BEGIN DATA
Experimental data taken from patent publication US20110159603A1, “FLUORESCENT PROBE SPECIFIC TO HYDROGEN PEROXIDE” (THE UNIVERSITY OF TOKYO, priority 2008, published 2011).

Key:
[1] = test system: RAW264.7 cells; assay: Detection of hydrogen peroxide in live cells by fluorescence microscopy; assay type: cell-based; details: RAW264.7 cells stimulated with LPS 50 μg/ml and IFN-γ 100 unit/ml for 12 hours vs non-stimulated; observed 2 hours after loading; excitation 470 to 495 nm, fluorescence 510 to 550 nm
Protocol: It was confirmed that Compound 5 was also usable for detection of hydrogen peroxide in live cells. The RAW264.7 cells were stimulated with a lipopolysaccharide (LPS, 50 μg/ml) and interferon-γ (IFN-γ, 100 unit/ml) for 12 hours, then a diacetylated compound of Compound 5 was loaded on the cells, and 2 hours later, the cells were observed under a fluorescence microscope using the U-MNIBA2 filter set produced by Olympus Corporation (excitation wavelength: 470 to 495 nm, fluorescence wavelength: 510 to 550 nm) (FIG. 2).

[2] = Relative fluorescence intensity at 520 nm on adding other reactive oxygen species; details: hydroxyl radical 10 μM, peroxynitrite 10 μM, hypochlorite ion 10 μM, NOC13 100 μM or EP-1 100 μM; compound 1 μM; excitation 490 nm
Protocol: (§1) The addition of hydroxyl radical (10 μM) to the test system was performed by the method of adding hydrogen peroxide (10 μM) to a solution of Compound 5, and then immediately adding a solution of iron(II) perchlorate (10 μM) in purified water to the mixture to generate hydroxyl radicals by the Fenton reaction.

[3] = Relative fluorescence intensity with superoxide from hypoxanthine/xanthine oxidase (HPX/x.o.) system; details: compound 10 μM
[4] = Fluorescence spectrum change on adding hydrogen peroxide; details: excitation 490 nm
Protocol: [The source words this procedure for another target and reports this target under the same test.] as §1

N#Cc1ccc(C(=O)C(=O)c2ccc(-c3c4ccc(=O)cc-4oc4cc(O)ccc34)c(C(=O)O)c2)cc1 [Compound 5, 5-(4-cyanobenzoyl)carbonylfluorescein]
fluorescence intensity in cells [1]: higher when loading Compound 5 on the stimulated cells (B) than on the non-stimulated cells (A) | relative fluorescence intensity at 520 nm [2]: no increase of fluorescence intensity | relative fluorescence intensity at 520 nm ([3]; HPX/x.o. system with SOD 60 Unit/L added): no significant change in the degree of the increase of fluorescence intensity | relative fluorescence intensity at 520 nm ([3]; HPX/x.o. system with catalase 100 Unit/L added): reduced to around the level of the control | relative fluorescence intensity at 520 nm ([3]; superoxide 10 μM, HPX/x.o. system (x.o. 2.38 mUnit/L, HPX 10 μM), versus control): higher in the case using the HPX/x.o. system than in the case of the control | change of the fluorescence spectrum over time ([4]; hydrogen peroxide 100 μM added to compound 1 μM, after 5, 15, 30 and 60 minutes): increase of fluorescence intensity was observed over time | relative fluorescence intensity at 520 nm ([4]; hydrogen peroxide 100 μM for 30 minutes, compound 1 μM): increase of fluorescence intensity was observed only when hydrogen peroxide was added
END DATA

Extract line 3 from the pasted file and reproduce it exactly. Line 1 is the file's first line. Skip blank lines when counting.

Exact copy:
[1] = test system: RAW264.7 cells; assay: Detection of hydrogen peroxide in live cells by fluorescence microscopy; assay type: cell-based; details: RAW264.7 cells stimulated with LPS 50 μg/ml and IFN-γ 100 unit/ml for 12 hours vs non-stimulated; observed 2 hours after loading; excitation 470 to 495 nm, fluorescence 510 to 550 nm